Your Treatment Options
We are excited to announce we have recently added the NuLids® System to our treatment options. It is a simple, yet advanced medical device that gently massages and stimulates the Meibomian glands, or oil-producing glands, in the upper and lower lids. The tears’ oil layer is essential to preventing evaporation. NuLids® System aims to aid in the production and flow of this important layer, which will result in a reduction of dry eye discomfort. The NuLids® device is safe, effective, and an at-home treatment that can easily fit into a daily routine. Ask us more about the NuLids® System at your next appointment!
Learn more about how NuLids could relieve your dry eyes!
BlephEX® is a new, in-office procedure that allows your doctor to take an active role in treating dry eye and blepharitis. BlephEx® removes excess bacteria, biofilm, and bacterial toxins, the main causes of inflammatory dry eye and lid disease. With regular treatments, patients finally enjoy a life free from the chronic and irritating symptoms associated with dry eye and blepharitis. Learn more about BlephEx or watch this short video showing how BlephEx works.
LipiFlow® is the only FDA cleared device that provides therapy for both inside and outside of the eyelid. This procedure is used for evaporative dry eye, the most common form of dry eye disease. LipiFlow® is a 12-minute procedure that targets blockages in the eyelids’ oil-producing glands, or Meibomian glands. It is done in office and has proven effective in relieving dry eye.
Learn more about how LipiFlow treatment could relieve your dry eye.
AFT Laser Treatment
AFT (Advanced Fluorescent Technology) is a form of IPL (intense pulsed light) used to target vascular lesions—or malformed blood vessels—responsible for rosacea. Half of people with rosacea experience ocular symptoms which can appear before facial symptoms. Unfortunately, the lesions causing rosacea will not go away without proper treatment. They do, however, respond well to laser and light-based therapy, including AFT.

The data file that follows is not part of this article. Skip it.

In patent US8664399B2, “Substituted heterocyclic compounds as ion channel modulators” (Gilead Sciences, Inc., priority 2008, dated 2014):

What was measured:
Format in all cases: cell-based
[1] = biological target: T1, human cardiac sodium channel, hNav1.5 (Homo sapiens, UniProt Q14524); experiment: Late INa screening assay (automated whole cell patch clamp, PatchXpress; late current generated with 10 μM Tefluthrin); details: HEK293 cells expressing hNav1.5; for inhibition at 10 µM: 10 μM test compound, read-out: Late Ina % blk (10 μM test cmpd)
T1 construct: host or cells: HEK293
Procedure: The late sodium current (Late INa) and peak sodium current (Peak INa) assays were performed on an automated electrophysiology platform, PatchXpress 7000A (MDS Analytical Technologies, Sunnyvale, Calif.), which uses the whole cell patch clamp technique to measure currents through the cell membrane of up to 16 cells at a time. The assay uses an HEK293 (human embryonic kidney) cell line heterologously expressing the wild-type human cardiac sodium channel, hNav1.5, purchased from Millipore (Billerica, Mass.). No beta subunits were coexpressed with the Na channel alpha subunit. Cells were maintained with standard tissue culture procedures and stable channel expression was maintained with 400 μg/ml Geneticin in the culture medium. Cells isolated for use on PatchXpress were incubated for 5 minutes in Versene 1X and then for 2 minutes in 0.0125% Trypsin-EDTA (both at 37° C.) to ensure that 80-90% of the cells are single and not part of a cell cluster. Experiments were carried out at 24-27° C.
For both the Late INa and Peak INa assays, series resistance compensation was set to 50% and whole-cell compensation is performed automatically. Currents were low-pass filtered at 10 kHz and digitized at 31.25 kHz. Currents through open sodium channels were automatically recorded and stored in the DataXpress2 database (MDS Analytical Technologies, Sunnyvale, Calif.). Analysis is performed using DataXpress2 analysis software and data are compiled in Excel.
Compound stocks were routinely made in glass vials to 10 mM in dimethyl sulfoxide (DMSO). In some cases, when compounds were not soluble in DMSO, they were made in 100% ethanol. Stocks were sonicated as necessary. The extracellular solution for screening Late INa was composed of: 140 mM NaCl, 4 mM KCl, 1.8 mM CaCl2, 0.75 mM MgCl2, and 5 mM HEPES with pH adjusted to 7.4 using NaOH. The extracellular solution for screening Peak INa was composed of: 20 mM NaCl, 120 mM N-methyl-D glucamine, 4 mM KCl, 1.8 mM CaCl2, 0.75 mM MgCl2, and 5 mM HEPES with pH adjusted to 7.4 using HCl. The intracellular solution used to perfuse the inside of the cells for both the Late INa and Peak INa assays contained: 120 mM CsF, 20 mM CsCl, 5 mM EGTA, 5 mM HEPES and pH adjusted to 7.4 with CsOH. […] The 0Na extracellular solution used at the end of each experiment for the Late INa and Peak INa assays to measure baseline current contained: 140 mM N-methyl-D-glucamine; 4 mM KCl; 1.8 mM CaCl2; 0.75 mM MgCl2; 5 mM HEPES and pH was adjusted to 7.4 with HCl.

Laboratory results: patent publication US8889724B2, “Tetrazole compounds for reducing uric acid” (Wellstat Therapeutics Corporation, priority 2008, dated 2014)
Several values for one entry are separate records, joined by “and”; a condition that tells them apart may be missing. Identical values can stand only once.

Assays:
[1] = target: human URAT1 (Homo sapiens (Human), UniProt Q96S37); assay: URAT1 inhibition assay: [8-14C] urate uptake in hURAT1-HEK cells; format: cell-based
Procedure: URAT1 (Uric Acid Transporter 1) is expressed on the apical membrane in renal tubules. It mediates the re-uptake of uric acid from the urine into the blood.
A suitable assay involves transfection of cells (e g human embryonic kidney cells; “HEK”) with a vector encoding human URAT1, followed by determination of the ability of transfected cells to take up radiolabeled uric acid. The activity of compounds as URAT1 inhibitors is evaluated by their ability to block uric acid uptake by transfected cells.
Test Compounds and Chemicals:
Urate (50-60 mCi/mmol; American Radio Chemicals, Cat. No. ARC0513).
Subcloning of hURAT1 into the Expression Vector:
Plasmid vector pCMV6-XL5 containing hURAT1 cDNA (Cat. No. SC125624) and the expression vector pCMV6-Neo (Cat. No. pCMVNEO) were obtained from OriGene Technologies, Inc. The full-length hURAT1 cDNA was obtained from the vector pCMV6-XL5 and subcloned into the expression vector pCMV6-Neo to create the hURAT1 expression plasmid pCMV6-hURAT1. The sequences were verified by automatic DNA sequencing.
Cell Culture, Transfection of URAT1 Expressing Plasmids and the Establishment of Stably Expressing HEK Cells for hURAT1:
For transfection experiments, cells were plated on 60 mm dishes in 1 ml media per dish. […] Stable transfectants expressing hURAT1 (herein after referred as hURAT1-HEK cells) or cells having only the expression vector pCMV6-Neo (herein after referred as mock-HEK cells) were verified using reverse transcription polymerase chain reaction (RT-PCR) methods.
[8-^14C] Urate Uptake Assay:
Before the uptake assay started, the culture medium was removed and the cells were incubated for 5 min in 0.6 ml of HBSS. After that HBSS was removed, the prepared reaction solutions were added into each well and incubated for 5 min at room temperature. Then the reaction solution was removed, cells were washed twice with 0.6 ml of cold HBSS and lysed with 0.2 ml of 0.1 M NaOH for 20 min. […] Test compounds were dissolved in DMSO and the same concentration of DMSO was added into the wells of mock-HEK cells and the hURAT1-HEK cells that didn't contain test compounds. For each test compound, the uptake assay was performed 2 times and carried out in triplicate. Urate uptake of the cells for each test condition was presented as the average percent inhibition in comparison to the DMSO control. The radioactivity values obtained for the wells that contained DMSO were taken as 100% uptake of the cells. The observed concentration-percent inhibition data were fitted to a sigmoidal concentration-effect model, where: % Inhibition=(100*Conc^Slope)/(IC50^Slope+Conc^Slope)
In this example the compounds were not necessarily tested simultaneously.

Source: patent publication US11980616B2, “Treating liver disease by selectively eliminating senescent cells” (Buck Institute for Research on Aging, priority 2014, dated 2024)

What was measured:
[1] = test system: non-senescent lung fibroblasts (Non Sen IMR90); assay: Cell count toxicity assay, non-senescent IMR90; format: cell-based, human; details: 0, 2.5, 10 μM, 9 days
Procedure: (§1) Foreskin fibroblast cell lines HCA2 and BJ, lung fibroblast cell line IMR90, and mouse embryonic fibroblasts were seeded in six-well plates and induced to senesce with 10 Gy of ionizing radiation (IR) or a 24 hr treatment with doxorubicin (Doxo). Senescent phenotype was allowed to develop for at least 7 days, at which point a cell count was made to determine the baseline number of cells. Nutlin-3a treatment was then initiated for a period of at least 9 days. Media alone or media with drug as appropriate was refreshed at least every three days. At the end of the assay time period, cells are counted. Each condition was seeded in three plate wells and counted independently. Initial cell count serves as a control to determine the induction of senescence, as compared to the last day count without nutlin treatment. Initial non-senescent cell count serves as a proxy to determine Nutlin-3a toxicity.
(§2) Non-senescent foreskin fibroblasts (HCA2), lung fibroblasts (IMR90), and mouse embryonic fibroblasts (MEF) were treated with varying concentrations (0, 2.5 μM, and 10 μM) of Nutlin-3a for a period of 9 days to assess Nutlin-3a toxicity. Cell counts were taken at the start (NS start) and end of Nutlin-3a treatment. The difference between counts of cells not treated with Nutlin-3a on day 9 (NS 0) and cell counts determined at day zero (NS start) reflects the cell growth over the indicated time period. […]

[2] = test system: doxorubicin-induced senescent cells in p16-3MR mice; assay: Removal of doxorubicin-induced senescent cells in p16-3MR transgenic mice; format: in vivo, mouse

AFT works by sending light energy to the malformed blood vessels. When the blood vessels absorb this energy, they shrink and collapse. The average patient requires 4-6 AFT treatments, scheduled 3-6 weeks apart.
Punctal plugs are tiny, medical devices inserted into the tear duct to block it. This prevents tears from draining, increasing the eye’s tear film and surface moisture. There are two types of punctal plugs: semi-permanent, typically comprised of long-lasting material, such as silicone; and dissolvable, generally made of materials like collagen, which the body absorbs over time.
To fit patient’s unique needs, punctal plugs have many designs and shapes, including:
- Umbrella: These types do not “disappear” into the tear duct, making them easy to spot and remove if necessary.
- Tapered: This design exerts extra force horizontally to help keep the punctal plug in its proper place.
- Hollow: A hollowed interior can help the punctal plug adhere to the shape of the eye’s tear duct.
- Reservoir: This style captures and holds tears, which helps reduce foreign body sensation and increase comfort.
- Slanted or low-profile cap: This design can help maintain comfort, while providing extra stability.